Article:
Polypeptides are polymers composed of amino acids bound together by peptide bonds. Information in the messenger RNA determines the exact sequence of amino acids in a polypeptide.
Without polypeptides and their component amino acids, humans would not be able to survive. Peptide hormones control a variety of endocrine functions, from maintaining a normal glucose level to regulating the amount of calcium in the bloodstream. Growth hormone, thyroid-stimulating hormone, oxytocin and human chorionic gonadatropin are among the many peptide hormones found in the human body.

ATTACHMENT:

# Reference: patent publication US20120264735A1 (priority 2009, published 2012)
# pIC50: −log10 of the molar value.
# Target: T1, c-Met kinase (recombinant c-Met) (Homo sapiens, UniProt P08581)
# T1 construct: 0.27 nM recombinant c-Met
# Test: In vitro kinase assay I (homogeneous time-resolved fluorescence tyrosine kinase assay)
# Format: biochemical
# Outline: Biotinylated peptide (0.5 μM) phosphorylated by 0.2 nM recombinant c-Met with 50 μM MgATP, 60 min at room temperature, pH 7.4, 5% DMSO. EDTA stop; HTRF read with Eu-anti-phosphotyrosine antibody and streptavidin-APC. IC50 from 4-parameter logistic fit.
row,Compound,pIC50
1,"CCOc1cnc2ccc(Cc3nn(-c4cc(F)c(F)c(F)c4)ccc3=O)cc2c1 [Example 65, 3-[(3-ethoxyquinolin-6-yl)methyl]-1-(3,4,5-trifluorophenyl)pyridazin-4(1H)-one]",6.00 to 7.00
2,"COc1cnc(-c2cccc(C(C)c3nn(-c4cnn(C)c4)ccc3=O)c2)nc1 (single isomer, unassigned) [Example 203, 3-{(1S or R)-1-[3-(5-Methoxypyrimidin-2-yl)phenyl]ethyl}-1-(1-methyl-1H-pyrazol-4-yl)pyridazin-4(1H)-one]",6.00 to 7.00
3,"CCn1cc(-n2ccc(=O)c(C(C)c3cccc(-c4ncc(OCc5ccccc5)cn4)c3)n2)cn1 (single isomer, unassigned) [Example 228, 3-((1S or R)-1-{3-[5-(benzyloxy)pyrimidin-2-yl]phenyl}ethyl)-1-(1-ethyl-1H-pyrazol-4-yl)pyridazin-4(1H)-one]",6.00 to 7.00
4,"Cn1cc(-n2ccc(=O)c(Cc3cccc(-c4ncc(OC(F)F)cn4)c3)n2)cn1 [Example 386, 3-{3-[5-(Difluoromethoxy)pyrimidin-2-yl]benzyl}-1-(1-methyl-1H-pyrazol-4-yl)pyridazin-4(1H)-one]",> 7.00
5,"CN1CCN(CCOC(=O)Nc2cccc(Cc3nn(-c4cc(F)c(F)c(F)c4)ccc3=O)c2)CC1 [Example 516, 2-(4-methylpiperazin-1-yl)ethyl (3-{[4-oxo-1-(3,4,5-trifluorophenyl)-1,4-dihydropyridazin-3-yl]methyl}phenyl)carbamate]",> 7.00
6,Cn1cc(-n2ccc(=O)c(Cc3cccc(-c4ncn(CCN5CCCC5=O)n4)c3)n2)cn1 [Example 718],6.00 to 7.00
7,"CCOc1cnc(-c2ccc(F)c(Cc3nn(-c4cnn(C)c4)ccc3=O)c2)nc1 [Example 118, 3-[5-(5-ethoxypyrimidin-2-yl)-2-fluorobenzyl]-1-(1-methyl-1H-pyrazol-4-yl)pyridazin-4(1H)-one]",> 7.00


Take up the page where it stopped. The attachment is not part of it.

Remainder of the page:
Humans also need amino acids to manufacture enzymes and structural proteins and to transport proteins. Proteins are essential for growth, tissue repair and metabolism. Although the human body produces some of its own amino acids, it doesn't produce all the amino acids necessary for survival. These amino acids are called essential amino acids because the body cannot manufacture them. Essential amino acids must come from protein-rich foods.
When a person consumes a protein-containing food, his digestive system uses enzymes called pepsin and trypsin to break it down. These enzymes break the bonds holding the amino acids together. The digestive system absorbs free amino acids and sends them to the bloodstream for circulation to other parts of the body.